You also played with John Ike Walton Revival band.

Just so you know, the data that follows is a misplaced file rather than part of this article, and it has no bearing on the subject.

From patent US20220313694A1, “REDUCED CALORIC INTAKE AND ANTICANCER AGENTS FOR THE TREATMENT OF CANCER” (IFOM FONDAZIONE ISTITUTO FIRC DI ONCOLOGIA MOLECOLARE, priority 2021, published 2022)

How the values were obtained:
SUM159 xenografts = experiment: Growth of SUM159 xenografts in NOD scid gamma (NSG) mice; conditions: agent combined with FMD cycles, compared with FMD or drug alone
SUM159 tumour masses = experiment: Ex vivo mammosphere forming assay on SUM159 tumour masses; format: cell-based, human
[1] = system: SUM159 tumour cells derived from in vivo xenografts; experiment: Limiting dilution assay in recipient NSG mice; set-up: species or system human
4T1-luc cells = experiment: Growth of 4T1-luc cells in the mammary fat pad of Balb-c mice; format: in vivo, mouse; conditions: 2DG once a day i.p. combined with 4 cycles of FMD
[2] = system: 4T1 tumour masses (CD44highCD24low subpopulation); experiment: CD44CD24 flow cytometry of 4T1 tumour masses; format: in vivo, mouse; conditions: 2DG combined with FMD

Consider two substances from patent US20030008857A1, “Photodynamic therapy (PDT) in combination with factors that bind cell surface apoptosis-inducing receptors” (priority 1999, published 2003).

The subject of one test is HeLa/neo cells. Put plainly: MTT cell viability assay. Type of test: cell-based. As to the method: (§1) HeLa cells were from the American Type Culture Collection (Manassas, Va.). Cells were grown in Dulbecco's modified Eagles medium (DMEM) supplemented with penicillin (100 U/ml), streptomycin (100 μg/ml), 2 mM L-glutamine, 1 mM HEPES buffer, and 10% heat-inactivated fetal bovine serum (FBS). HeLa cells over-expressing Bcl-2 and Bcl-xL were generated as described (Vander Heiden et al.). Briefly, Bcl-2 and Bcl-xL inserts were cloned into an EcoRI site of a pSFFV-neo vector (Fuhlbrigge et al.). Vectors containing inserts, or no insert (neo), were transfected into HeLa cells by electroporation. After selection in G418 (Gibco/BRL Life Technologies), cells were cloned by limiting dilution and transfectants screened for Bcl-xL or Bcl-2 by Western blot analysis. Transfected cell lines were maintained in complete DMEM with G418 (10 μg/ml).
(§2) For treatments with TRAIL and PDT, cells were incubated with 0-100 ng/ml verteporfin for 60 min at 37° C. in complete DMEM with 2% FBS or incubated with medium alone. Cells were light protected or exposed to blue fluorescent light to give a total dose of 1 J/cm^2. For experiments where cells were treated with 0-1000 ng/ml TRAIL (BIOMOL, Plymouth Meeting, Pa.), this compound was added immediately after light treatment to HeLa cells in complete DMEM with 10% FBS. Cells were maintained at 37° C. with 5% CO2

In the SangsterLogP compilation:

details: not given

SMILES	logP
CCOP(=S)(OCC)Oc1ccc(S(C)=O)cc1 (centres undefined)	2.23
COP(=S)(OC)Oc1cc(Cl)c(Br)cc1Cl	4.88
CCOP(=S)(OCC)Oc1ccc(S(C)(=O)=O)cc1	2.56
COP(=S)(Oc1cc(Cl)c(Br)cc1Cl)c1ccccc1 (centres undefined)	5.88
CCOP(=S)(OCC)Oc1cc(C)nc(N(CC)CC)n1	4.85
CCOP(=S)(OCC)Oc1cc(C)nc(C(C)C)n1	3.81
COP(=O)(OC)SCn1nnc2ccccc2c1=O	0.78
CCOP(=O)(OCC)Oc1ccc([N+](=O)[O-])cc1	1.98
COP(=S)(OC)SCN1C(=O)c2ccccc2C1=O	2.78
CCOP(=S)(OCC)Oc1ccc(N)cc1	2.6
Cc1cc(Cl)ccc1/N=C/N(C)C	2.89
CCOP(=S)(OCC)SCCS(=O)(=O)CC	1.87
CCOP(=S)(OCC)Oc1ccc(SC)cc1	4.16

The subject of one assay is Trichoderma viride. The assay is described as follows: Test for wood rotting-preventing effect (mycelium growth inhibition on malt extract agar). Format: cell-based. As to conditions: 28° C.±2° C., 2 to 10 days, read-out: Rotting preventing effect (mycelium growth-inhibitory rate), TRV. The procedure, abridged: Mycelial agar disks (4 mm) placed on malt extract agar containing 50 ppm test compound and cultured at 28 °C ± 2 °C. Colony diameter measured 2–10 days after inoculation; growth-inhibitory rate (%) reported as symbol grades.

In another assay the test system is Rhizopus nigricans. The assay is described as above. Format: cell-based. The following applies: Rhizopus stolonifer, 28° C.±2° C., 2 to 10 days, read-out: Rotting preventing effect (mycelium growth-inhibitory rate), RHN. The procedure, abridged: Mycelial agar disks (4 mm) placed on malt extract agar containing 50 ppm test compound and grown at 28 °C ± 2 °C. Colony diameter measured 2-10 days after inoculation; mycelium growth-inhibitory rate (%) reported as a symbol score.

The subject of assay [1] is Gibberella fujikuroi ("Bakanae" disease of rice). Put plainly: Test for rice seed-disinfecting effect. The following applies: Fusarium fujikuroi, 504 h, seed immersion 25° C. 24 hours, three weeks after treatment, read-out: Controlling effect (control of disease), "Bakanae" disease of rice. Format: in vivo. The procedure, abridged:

After the first time I played in the Tommy Hall Schedule with John Ike, he came up to me and discussed the possibility of other gigs and him playing with us. The Tommy Hall Schedule was only about 6 months old and my drummer was a long time friend but he was not a giant Elevator Fan and did not really understand what John Ike’s style had done for the Elevators. Before Jimi Hendrix showed up with Mitch Mitchell on drums it was unheard of to play a jazz style in the Rock context. So needless to say after having labored over learning the songs and trying to play them as close to the way they were originally played I felt I had experienced the whole project go up a notch when I heard John Ike laying down his original, powerful, and wild style of drums that I had been listening to all those years. Not too long after this encounter I managed to get Ronnie and John to come play a set with me at a club in Austin and of course it went up another notch to have Ronnie playing the way he played. Ronnie however plays in several bands and was not as readily available as John presented himself to be. So after a couple of years and the Tommy Hall Schedule members changing I finally decided it would actually be way more exciting to just form a band with John and play the songs as a trio. He went along with my idea to call it the John Ike Walton Revival and we went at it for about a year. The best recording I got was live and that’s the CD I released. There’s a few other cuts on YouTube that have John ripping it just like he used to. The coolest thing about playing with John was that even though it was decades later and especially after a large cup of coffee he would warm up and play just like he used to… it was completely psychedelic and beyond exciting.